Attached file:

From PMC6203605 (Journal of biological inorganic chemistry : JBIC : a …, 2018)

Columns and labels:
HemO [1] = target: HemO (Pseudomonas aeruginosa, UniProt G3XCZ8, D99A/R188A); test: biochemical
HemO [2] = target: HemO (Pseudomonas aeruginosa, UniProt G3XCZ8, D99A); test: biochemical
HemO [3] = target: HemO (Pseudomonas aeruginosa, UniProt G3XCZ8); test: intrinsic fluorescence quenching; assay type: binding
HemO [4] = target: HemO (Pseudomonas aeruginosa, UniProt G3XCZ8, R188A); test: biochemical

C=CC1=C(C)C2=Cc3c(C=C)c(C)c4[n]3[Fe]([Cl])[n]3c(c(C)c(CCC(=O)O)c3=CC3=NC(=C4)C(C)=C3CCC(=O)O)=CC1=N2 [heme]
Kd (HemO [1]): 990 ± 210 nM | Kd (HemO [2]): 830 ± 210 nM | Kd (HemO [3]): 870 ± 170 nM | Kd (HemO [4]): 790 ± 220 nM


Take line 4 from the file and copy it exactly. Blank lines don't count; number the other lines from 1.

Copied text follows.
HemO [2] = target: HemO (Pseudomonas aeruginosa, UniProt G3XCZ8, D99A); test: biochemical